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Vickers VC-10

By Patrick Mondout

Like the 707 the VC-10 was not a plane first introduced in the Super70s, but it was still in use then and the last one was produced in 1970.

Background

The British were the leaders in the early days of the jet age but lost there lead due to a series of accidents with their Comet. The VC-10 was an attempt to compete with the 707 and DC-8 but only 50 were ever produced and the Brits focused their resources on the Concorde instead.

The VC-10 was unique among Western commercial aircraft as it had four engines mounted on the rear of the fuselage (all other four engine planes had the engines on the wings).

The most serious accident involving a VC-10 happened on April 18, 1972.

 

Vickers VC-10

G-ASGP, a British Airways Vickers VC-10 seen in August 1978 in London's Heathrow Airport. Similar to the Boeing 727 but check out the double engines!

Image courtesy of AirNikon. Find more of his photos at Airliners.net

 


Vickers VC-10 at a Glance
Engines4 Rolls-Royce Conway turbofans
Cruising Speed568-581
Passengers135-174
Range6070
Span146ft 2in
Length158ft 7in
Height39ft 5in
Weight312,000
Built54
Final Production1970

 

Share Your Memories!

What do you remember about the Vickers VC-10? Were you a member of the flight crew on one? Have you any interesting stories to share? Share your stories with the world! (We print the best stories right here!)

Your Memories Shared!

"The reason that only 50 VC-10s were built is because of the deal made by BOAC to buy 707. Part of deal was that VC-10 production was stopped in favour of the 707."

--ex-BOAC employee

"The main reason for the lack of sales of the VC10 was the fault of BOAC's demands on performance from short airfields . The aircraft was a far smoother and quieter experience than the then DC8 and 707's that took the lion's share of sales. However forty years later around 20 of these wonderful machines remain operational with the UK air-force in parallel with 9 Tri-Star takner/transports."

--Anonymous

"One of my first transatlantic flights was on a British Airways (BOAC) flight on a VC-10. I've never had a flight since in such an impressive plane. The takeoff was incredible...seemed like we were climbine almost vertically. With the roar of the engines it just exuded power and was a rush to say the least. It will always be my flight fantasy. I even got a pair of free slippers on the flight!"

--AKT

"I used to work on the VC 10 as an electrician in the RAF. Working on 101 Sqn at RAF Brize Norton. I went all over the world in her and had a fantastic time doing it! The VC10 is a fantastic aircraft and has given me many memories!"

--Anonymous

"I flew on a VC-10 in 1969 from JFK to LON.It was quieter and more comfortable than the 707.I was sorry to see them go from commercial service as they were in my opinion a better airplane than the Boeing.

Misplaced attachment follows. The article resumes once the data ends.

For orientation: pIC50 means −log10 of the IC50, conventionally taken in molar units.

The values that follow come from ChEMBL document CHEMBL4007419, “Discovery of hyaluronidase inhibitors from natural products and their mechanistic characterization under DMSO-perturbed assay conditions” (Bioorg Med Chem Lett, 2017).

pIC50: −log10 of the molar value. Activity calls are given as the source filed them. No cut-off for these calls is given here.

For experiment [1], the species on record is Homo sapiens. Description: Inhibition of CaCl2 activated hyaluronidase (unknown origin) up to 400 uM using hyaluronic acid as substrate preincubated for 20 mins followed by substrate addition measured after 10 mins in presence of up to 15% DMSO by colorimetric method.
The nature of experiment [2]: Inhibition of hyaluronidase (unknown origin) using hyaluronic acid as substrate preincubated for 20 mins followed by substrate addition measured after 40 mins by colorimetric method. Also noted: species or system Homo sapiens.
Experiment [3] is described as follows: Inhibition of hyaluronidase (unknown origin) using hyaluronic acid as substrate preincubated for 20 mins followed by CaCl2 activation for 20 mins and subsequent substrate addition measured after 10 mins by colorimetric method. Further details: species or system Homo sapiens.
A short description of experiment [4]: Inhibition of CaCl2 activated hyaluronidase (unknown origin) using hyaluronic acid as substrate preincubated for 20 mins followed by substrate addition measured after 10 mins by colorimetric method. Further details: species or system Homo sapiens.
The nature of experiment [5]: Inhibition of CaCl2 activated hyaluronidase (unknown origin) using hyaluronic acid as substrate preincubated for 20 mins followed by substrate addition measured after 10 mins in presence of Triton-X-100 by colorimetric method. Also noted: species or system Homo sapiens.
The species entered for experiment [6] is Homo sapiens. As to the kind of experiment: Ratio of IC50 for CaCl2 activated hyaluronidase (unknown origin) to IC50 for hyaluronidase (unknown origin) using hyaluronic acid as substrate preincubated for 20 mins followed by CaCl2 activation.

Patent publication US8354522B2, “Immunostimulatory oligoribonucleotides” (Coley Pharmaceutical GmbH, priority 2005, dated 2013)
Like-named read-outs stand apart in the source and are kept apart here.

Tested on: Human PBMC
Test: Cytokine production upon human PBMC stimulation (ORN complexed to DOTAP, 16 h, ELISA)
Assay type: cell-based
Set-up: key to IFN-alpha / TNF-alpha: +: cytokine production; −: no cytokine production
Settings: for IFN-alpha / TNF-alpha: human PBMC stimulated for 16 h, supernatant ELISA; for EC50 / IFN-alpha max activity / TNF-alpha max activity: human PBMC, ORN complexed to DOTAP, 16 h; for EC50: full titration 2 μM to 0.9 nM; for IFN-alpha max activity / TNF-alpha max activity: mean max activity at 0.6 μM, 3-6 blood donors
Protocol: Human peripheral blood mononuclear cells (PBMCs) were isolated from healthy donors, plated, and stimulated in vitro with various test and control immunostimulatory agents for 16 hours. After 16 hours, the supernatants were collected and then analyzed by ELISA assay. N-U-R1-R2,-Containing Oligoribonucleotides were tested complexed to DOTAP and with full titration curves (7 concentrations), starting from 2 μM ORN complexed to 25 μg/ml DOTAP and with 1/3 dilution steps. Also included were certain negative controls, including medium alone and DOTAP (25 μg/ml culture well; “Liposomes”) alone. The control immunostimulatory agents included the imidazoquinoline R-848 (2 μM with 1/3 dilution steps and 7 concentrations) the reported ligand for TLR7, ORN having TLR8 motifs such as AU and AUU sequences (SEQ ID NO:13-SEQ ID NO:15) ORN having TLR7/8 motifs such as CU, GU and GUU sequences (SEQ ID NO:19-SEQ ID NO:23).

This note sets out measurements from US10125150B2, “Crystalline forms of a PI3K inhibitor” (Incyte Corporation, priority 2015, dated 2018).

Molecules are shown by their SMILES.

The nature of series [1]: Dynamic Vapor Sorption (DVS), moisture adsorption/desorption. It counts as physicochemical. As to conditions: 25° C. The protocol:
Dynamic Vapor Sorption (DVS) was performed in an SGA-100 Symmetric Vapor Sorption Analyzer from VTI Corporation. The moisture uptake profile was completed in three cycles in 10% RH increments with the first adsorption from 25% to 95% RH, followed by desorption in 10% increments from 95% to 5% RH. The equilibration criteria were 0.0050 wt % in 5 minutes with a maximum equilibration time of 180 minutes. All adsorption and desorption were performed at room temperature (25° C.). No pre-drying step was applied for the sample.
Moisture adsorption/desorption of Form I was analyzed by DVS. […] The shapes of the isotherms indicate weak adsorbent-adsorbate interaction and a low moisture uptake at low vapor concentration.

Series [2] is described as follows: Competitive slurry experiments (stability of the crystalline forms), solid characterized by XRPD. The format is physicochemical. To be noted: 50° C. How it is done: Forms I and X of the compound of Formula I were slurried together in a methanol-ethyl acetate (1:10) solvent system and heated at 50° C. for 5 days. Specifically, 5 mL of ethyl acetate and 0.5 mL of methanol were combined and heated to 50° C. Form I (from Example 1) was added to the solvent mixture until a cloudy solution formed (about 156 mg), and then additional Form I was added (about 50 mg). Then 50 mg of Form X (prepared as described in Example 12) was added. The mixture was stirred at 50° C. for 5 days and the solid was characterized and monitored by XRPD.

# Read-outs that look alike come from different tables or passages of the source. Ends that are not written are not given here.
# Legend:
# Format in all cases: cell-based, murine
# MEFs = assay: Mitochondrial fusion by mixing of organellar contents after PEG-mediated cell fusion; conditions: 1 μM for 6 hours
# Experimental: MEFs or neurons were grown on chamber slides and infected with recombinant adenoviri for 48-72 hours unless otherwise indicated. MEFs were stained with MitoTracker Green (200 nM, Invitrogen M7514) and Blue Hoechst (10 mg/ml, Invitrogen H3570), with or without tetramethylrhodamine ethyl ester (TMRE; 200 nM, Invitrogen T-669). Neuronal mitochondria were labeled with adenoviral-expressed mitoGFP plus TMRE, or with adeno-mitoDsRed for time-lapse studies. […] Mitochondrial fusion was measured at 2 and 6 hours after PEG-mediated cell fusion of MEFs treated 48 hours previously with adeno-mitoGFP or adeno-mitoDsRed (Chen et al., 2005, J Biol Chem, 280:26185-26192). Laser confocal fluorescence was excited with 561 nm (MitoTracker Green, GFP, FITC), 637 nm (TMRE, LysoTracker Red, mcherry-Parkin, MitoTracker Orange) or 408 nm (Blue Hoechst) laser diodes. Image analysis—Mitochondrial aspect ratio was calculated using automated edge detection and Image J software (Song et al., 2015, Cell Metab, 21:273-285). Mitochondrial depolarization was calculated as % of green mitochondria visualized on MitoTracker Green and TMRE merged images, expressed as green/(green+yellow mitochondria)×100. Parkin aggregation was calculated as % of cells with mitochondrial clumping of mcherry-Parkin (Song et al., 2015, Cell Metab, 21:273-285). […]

As an American I can't figure out why in GB all the great ideas are abandoned. Planes like the Vanguard, Britannia, Comet and VC-10 all could have been made bigger and faster and sold to the world.
Simply stated I always liked British airplanes they seemed to be built with quality in mind."

--Bob

"The VC-10's currently used by the Royal Air Force are (now that the Concorde is no longer in service) faster than any passenger jet. They can fly at up to Mach 0.92."

--James, London

"I remember several trips in BOAC VC-10's as a child in the Super70s and they are memories of pure heaven. The silence and smoothness of those flights area unlike any thing else I have ever experience. Maybe nostalgia makes the heart grow fonder."

--David Apeji

"I worked, and flew all over the world, on many of these fine pieces of british engineering while serving as a propulsion technician in the RAF on 101 Sqn for many years. I remember when 'D', "Delta dog" was decommisioned, and also when we took delivery of ZD242. What an amazing aircraft! Many many memories, especially the ones where she bit me!"

--Anonymous

"I first flew on the VC10 from London Heathrow to Boston on May 21, 1967 on BOAC when I was 6 years old, and have flown it three other times on the Boston/London route, the last time was December 13, 1972. Though smaller than the Boeing 707, this airliner is exceptionally quieter than most other airliners flying during the 1960s since all four Rolls Royce engines are grouped aft.

Sadly it failed to capture the European and American markets since BOAC had the VC10 'tailored' to meet standards on certain routes, particularly on its African routes where airports are at very high elevations such as Nairobi and Johannesburg. Other airlines that have flown the VC10 were mainly from African nations or the Middle East. Still, it has captured the hearts and minds of aviation fans who have flown aboard this remarkable aircraft that BOAC ads proudly promoted in the past; 'Try a Little VC10derness'. ""

--Harald A.

"Sometimes, sadly, the best does not survive. The VC-10, in the view of this traveller, was superior to the rougher Boeing 707. The Vickers was a smooth, comfortable, elegant way to travel and I still miss it. My second favorite? Caravelle. "

--Carlos de Vasconcellos


 

FLYING FACTS

DOD photo

Model: VC-10

Manufacturer: Vickers

Country: Britain

First Flight: June 29, 1962

First Passenger Flight: April 29, 1964

Launch CustomerBOAC


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